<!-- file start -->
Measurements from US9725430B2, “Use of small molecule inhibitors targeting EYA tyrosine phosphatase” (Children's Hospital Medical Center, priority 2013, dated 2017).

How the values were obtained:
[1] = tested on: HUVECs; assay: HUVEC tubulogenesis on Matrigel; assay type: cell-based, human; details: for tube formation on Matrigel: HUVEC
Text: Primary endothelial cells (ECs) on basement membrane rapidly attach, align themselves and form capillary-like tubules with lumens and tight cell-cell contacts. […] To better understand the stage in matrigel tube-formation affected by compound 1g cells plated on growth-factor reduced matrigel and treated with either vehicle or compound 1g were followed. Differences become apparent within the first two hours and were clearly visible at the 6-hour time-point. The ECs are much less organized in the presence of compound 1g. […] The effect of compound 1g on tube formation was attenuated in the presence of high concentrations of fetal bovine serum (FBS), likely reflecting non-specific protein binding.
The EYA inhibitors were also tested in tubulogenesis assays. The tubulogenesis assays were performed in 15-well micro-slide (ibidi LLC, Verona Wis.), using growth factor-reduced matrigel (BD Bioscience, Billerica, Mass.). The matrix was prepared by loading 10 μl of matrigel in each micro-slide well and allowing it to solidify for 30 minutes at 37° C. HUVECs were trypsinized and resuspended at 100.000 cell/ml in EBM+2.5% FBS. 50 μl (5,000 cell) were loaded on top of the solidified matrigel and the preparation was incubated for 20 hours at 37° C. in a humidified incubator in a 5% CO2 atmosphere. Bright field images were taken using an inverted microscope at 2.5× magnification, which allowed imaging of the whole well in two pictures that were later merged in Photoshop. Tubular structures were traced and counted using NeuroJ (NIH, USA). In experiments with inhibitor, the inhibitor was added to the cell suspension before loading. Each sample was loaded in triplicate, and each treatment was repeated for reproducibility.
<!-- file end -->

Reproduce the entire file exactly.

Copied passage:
Measurements from US9725430B2, “Use of small molecule inhibitors targeting EYA tyrosine phosphatase” (Children's Hospital Medical Center, priority 2013, dated 2017).

How the values were obtained:
[1] = tested on: HUVECs; assay: HUVEC tubulogenesis on Matrigel; assay type: cell-based, human; details: for tube formation on Matrigel: HUVEC
Text: Primary endothelial cells (ECs) on basement membrane rapidly attach, align themselves and form capillary-like tubules with lumens and tight cell-cell contacts. […] To better understand the stage in matrigel tube-formation affected by compound 1g cells plated on growth-factor reduced matrigel and treated with either vehicle or compound 1g were followed. Differences become apparent within the first two hours and were clearly visible at the 6-hour time-point. The ECs are much less organized in the presence of compound 1g. […] The effect of compound 1g on tube formation was attenuated in the presence of high concentrations of fetal bovine serum (FBS), likely reflecting non-specific protein binding.
The EYA inhibitors were also tested in tubulogenesis assays. The tubulogenesis assays were performed in 15-well micro-slide (ibidi LLC, Verona Wis.), using growth factor-reduced matrigel (BD Bioscience, Billerica, Mass.). The matrix was prepared by loading 10 μl of matrigel in each micro-slide well and allowing it to solidify for 30 minutes at 37° C. HUVECs were trypsinized and resuspended at 100.000 cell/ml in EBM+2.5% FBS. 50 μl (5,000 cell) were loaded on top of the solidified matrigel and the preparation was incubated for 20 hours at 37° C. in a humidified incubator in a 5% CO2 atmosphere. Bright field images were taken using an inverted microscope at 2.5× magnification, which allowed imaging of the whole well in two pictures that were later merged in Photoshop. Tubular structures were traced and counted using NeuroJ (NIH, USA). In experiments with inhibitor, the inhibitor was added to the cell suspension before loading. Each sample was loaded in triplicate, and each treatment was repeated for reproducibility.